Black History Month Fashion Show Promotes Sustainability and Thrifting


Abe Frato

Models posed in fashion show wearing designs crafted by students using sustainable clothing and resources.

The annual Black History Month fashion show may have only begun in 2018, but it has quickly become one of Oberlin’s most popular events. This year, the Root Room in Carnegie Building was packed to the brim and ablaze with movement, immaculate looks, and music for the show’s hour-and-a-half-long duration, which passed by in the blink of an eye. Even the intermission had the audience swaying and hooting; the Oberlin College Black Musicians’ Guild graced the stage with a powerful live band and set list. The show began with a student performance: College fourth-year Reggie Goudeau laid down a trifecta of original tracks to set the show’s tone. The show’s DJ, Diwe Augustin-Glave, OC ’22, announced the theme of the show: “Woven, Worn, and Reborn: A Sustainable Black Fashion Show.”

The event was organized in partnership with the Green EDGE Fund. The show exemplified sustainability through various innovative angles, including pieces repurposed from last year’s show, thrifted items, and clothing made from unconventional items such as beauty blenders and trash bags. Audience members left the show inspired by its imaginative inventions. Though each look represented months of the Black History Month Fashion Board’s ongoing work, many were contributions of student designers working to the last minute to make sure everything was in place.

College fourth-year Divine McAllister has participated in the Black History Month fashion show all four years at Oberlin, but this was his first year as a designer. He created five pieces for the show in total, including the spectacular and memorable trash-rosette piece — a gown with a huge bell skirt made entirely from a box of Hefty bags — which he describes as “giving Ursula with roses.” He also designed a look that involved a very particular and meticulous piece of craftsmanship: the bottle cap vest, which he made by punching holes through each of the bottle caps with a piercing gun and sewing them to the back of the vest by hand. He drew inspiration from the line, “Anything but Fabric,” an original theme that spawned a host of striking and innovative looks from his fellow designers.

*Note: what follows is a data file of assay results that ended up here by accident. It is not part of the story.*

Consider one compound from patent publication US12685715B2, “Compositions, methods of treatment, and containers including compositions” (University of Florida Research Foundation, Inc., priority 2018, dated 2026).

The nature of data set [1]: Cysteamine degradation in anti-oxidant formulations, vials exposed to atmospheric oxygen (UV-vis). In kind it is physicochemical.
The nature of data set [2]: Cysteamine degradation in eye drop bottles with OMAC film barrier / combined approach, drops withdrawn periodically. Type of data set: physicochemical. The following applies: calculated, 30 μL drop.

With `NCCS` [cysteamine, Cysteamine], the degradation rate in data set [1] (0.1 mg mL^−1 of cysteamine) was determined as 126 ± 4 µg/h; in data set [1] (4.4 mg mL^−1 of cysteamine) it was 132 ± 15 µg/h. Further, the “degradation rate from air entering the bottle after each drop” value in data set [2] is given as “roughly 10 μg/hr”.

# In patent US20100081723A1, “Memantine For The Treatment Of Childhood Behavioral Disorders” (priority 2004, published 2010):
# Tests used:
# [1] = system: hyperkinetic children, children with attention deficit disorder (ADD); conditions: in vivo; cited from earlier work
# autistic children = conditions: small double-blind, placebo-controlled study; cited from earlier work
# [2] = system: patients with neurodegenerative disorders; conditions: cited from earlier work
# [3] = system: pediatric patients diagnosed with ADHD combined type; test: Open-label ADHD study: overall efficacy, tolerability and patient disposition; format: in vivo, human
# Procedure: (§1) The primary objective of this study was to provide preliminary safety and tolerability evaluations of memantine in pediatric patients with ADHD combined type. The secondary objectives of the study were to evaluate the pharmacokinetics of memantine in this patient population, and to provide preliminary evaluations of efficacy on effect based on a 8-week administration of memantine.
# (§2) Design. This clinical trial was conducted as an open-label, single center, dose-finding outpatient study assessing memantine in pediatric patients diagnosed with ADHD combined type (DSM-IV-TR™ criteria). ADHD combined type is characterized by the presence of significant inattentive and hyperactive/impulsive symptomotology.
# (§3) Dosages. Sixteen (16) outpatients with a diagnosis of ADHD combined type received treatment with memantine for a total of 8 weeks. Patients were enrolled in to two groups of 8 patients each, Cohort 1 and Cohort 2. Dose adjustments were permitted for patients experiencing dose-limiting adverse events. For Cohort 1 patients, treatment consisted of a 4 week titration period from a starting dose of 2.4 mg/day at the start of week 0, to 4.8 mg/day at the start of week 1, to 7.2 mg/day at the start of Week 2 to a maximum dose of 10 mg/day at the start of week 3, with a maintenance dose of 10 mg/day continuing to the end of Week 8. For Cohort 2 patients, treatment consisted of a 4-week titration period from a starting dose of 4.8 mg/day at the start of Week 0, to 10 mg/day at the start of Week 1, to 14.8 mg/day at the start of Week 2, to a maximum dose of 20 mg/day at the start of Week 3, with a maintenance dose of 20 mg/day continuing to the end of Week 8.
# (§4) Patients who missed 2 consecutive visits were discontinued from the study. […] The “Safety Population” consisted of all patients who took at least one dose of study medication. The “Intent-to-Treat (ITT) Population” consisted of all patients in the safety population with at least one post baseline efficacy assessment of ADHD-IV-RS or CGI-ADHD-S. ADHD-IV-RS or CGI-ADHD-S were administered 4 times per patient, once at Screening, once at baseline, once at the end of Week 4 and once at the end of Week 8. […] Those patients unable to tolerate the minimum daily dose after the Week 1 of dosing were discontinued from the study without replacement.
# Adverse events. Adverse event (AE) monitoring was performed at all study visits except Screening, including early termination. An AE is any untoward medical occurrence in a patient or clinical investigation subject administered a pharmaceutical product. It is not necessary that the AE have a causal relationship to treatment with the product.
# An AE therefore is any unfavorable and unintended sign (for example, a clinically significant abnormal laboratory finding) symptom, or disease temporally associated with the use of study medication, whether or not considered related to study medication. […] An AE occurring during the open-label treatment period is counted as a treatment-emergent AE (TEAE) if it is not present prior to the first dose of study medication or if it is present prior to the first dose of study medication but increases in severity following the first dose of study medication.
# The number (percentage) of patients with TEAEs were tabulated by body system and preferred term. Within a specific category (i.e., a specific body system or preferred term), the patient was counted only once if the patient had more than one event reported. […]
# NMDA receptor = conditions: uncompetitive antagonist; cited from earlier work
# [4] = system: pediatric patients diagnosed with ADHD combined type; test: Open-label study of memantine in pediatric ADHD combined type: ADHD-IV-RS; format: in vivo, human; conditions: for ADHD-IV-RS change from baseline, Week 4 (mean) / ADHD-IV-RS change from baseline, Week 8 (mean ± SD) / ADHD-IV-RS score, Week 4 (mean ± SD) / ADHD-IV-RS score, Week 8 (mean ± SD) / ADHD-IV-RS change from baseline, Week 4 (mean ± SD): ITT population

McAllister expressed how the BHM show provides an opportunity for designers and members to carry on and reimagine the work of designers from past shows and build connections within the Black community at Oberlin.

“I don’t think I was as connected to the Black community here at Oberlin before my first Black History month and Black History Month fashion show,” McAllister said. “I think the possibilities that the show allows [are endless]. What does it mean for a Black trans woman to put on a wedding dress and walk across that stage? Also, it gets to show parts of you that you didn’t think people would see. I don’t think I get to create as often as I’d like — there’s many parts of my style that I don’t get to express. It’s just always amazing seeing people stand differently, just [doing] something that they didn’t know that they might’ve needed.”

College fourth-year Kamcee Ugwokegbe crocheted a twopiece set in her first try at clothing crochet and, like McAllister, has been modeling in the show since her first year. She expressed that although this year’s thematic focus was on sustainability, “Woven Worn and Reborn” certainly isn’t the first BHM show to utilize sustainable practices.

“We had different meetings to try to throw out different ideas, and because we were collaborating with the Green EDGE Fund, we knew we wanted to do something that revolved around sustainability,” Ugwokegbe said. “In terms of the actual sustainable actions, we had a lot of stuff from the fashion shows before, and so we wanted to reuse that and also go thrifting and just see what people also had in their closets, just to make sure we weren’t buying as many things. I think every year, the fashion show definitely uses some element of sustainability, because they’re always using stuff in the shows before or using stuff from people’s closets.”

Students can look forward to next year’s Black History Month event and, in turn, recognize the culture and art that comes from the Oberlin Black community.